The drawing on the right shows one way of achieving this. EZNEC work shows that there is little point in making the same change to the Driven element: it has little effect on the F/B bandwidth; it damages the array SWR significantly; and it would probably require some extra mechanical support to be provided at the feed point. In the following discussions this geometry is referred to as the "Hybrid" shape, to distinguish it from the "Classic" shape. Good results were achieved on my 10m test array by placing the "cross connect" at a point on the support spreader 20" out from the Centre Post

The altered geometry means that, for a given Reflector length, the "knees" will be further out from the centre post and thus require slightly longer support spreaders; however this is offset to an extent because the Hybrid shape pushes the array tuning down in frequency and so the Reflector can be shorter for a given frequency. Further shortening can be achieved by using insulated wire. By placing most of the "End Spacing" on the Driver side of the support structure it should be possible to arrive at a "symmetric" design which lies neatly in the horizontal plane.

Hybrid performance chart The chart on the right compares the measured performance of a Hybrid shape Hexbeam compared with the Classic shape. In both cases the Reflector was constructed of #16 bare copper wire; but in the case of the Hybrid the Reflector had to be shortened by 1" in order to get the tuning in-band. The "cross-connect" on the Hybrid design was positioned at a point on the support spreaders 20" out from the Centre Post, and the Driver/Reflector tip spacing was 10.5"

We note that:

Hybrid with 450 Ohm window reflector Hybrid with RG58 reflector Of course there is no reason why these two bandwidth extension approaches - "fatter" elements and Hybrid shape - should not be combined. Consequently I constructed a total of 11 arrays using various "fatter" Reflector wire types in Hybrid and Classic shapes. The photos on the right show a couple of examples: the first has a Reflector of RG58 coax in the hybrid shape; the second has a Reflector of 450 Ohm window in the hybrid shape and a Driver of 300 Ohm window in the classic shape.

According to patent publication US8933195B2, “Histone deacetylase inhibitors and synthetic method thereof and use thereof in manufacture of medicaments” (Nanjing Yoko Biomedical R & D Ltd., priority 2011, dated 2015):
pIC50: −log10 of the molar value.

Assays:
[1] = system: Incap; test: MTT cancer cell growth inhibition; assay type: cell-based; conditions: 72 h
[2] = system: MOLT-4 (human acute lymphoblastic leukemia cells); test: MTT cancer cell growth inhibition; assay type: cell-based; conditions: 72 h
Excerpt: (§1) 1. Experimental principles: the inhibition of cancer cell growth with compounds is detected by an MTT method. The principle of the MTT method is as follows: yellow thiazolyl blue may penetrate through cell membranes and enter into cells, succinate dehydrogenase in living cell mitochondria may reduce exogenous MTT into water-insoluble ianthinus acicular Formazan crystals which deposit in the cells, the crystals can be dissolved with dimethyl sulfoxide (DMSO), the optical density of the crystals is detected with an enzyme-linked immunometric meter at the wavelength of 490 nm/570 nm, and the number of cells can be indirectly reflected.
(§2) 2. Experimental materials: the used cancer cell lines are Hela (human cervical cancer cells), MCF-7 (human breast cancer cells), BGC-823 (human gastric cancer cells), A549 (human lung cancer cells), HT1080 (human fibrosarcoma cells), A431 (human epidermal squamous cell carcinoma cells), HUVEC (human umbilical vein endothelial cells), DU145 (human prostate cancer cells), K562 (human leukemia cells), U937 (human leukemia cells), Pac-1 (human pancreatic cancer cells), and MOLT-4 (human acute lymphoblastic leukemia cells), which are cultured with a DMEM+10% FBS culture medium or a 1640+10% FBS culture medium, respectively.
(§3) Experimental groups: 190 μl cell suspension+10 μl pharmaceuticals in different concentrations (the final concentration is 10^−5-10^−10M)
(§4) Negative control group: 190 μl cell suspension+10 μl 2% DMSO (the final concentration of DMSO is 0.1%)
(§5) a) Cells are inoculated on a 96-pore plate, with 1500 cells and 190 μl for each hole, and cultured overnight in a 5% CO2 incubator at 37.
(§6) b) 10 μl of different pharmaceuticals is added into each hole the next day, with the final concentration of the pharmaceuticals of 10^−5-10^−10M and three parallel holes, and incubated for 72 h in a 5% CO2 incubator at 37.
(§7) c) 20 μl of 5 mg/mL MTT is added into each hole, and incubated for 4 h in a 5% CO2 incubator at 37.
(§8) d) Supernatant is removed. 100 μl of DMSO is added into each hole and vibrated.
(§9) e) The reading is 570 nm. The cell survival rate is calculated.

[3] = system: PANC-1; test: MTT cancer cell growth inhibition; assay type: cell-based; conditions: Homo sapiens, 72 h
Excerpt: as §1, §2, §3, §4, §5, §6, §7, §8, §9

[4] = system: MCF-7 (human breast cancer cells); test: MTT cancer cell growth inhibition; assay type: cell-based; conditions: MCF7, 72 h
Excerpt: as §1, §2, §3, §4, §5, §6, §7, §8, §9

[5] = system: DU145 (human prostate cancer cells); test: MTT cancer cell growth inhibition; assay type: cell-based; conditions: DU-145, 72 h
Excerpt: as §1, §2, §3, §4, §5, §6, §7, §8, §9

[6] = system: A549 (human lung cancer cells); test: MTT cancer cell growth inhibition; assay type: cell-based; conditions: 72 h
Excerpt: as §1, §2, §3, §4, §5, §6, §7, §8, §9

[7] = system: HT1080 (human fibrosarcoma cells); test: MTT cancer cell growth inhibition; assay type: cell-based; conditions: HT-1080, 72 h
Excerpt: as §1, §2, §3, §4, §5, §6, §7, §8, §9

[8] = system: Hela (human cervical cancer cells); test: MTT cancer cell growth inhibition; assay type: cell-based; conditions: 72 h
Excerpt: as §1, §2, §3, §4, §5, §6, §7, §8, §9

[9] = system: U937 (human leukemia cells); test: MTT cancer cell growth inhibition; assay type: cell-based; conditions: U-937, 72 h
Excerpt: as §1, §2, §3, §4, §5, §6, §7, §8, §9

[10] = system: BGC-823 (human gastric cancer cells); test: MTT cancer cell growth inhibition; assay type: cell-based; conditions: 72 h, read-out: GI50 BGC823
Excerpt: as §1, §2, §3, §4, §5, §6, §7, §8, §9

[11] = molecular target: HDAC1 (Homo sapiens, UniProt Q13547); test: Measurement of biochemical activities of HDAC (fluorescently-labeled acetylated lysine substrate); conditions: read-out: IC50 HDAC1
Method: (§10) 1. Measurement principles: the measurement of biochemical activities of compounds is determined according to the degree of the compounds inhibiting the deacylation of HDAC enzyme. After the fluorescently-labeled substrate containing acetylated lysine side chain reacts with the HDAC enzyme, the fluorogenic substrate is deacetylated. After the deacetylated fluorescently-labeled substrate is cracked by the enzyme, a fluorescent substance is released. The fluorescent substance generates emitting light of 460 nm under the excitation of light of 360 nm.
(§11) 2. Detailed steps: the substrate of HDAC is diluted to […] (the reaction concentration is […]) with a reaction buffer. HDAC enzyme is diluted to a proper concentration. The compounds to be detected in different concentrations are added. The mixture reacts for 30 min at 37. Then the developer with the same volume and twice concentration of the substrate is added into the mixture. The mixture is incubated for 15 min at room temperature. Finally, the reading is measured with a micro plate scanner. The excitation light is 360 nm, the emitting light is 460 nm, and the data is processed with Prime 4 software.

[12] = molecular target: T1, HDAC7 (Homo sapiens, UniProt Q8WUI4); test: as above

F/B bandwidth of various Reflector types Each array was tested at a height of 20' for its F/B performance. The bar chart summarises the results in order of increasing bandwidth.There are no surprises here. The fatter the wire the better the bandwidth, and the Hybrid shape outperforms the Classic shape for each wire type. Some of the arrangements are more practical than others: the 2-wire Classic design delivers good performance, but its tuning is quite unpredictable; the Hybrid shape using 450 Ohm window does best of all, but construction is more difficult with this type of wire.

An attractive option is the Hybrid shape using RG58 coax: it delivers a 36% increase in bandwidth; it is relatively easy to handle; and the tuning is quite predictable. Scaled to other frequencies, it would cover all of the 15m band and all but 25KHz of the 20m Band.

The effectiveness of the Hybrid shape led me to model an "extreme" version in which the Reflector is kept as far from the Centre Post as possible. A quick calculation showed that this would increase the turning radius by only 15%, and EZNEC modelling predicted that it would outperform any of the options considered so far, even when implemented with relatively thin #16 gauge wire. Practical tests on a 10m test antenna confirmed the modelling results and led to the design and evaluation of a complete 5 band prototype; you can read about it on the Broadband Hexbeam page.

Please note that none of the earlier techniques have been evaluated on a multiband design, nor have their dimensions been optimised. I would recommend that you only try them if you have facilities to evaluate an antenna's performance accurately and are prepared to experiment! If not, stick to the well-proven Broadband or Classic designs.